New Year's Eve: Listen to Your Champagne Bubbles to Tell How Good It Is
Not all bubbles are created equal.
The time-honored tradition of toasting to the New Year with tinkling glasses of champagne stretches back at least 130 years, though historical accounts, like our memories, are a bit fuzzy. What is clear is that many of today’s New Year’s parties serve lower-quality bubbly in place of champagne, which technically can be only produced in the Champagne region of France. Fortunately, acoustical scientists have learned how to “listen” for the quality of your sparkling drink.
Generally speaking, sparkling wines get better with age, and as the years go by their bubbles shrink. “Old champagnes always show tiny bubbles, mainly because they have aged several years and lost a significant amount of dissolved CO2, the gas that produces the bubbles,” explained French chemist Gerard Liger-Belair, author of Uncorked: The Science of Champagne, to NPR in 2012. More recently, scientists at the Applied Research Laboratories at the University of Texas Austin discovered that they could listen to the sound of bubbles in sparkling wine to tell how small or big they are.
"They basically ring like bells, and the frequency of that ringing depends in part on the size of the bubbles.
“The point of the project is to study the sounds that champagne bubbles make, and to see what we can infer about the bubbles from the sounds that they make,” said Kyle S. Spratt, Ph.D., an investigator on the project, which was presented at the Acoustical Society of America meeting in 2017.
“Bubbles are very resonant. They basically ring like bells, and the frequency of that ringing depends in part on the size of the bubbles,” he said.
The team discovered, using an instrument called a hydrophone and a bottle of pricey Moët & Chandon champagne, that the smaller bubbles in expensive bubbly make higher-pitched sounds. For comparison, they listened to the bubbles in Cook’s California champagne, which goes for about $10 a pop. They were bigger, and thus lower-pitched.
It might be hard to listen in on your glass this year without the team’s fancy hydrophone, but you’ll be able to tell by glancing at the bubbles in your glass what pitch they’d make to ring in the New Year.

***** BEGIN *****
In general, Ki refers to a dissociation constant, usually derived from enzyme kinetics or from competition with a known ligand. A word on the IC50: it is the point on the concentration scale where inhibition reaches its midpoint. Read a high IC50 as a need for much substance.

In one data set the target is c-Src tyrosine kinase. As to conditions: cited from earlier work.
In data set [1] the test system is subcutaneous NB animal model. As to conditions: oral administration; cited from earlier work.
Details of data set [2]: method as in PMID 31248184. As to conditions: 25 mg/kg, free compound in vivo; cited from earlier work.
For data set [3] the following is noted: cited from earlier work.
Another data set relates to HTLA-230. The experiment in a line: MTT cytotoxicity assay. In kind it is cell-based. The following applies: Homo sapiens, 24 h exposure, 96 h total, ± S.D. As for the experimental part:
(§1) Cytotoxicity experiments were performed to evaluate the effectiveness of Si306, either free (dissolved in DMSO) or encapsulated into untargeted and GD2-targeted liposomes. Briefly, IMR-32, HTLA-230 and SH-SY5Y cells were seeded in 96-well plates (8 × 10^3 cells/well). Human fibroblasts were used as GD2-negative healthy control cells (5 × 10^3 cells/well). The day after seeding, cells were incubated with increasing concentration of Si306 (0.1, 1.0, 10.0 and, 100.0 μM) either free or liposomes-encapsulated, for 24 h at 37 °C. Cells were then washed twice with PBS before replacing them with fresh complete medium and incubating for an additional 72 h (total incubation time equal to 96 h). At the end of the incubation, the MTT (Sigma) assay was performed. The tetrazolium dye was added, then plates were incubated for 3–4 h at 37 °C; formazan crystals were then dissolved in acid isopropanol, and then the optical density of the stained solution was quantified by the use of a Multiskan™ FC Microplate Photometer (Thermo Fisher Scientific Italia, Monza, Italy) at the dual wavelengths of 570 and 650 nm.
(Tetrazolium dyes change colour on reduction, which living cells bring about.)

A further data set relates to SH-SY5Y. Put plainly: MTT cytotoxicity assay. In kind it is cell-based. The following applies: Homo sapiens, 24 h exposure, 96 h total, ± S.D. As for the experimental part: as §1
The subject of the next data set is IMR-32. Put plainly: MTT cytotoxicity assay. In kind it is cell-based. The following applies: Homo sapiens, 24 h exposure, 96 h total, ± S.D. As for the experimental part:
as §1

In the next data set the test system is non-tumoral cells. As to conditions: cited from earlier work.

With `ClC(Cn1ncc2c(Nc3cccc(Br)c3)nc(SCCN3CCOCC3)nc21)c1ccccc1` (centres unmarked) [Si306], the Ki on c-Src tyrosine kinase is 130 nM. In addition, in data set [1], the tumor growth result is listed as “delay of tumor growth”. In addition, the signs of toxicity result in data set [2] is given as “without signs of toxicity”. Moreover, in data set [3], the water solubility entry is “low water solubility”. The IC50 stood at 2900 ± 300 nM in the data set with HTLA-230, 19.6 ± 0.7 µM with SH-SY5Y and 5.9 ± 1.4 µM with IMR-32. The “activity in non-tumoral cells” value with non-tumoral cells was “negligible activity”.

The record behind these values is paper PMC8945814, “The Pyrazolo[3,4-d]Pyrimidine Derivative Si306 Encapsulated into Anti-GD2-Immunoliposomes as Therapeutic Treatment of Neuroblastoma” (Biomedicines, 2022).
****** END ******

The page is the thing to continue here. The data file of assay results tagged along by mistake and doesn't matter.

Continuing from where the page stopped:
That said, the activity of the bubbles has a lot to do with the type of glass you’re drinking from, too. Testing both glass champagne flutes and Styrofoam cups, the team found that bubbles tended to stick to the walls of the latter, transforming their sound regardless of their size.
In previous experiments, Liger-Belair found that, given the choice between a tall, slim champagne flute and the shallow, wide-rimmed champagne coupe, the former will lead to a better drinking experience. A champagne flute allows more carbon dioxide to collect at the top of the glass, where it better produces the nose-tickling sensation associated with enjoying bubbly. Coupes are thought to provide more room for the wine to interact with oxygen in the air, helping develop its aroma, but they also seem to allow more carbon dioxide to diffuse more quickly.
Liger-Belair wrote in a 2012 PLOS One paper, “From the consumer point of view, the role of bubbling is indeed essential in champagne, in sparkling wines, and even in any other carbonated beverage.”
That said, just because bubbly isn’t from Champagne doesn’t mean it won’t make for a good New Year’s Eve toast. Cava, Prosecco, Riesling Sekt, Asti Spumanti, and the wide variety of sparkling wines available all count as “sparkling” in that they’ve been fermented to produce fizzy carbon dioxide. Small or big, high-pitched or low, bubbles are bubbles — and chances are, after enough toasting, all their popping will sound the same.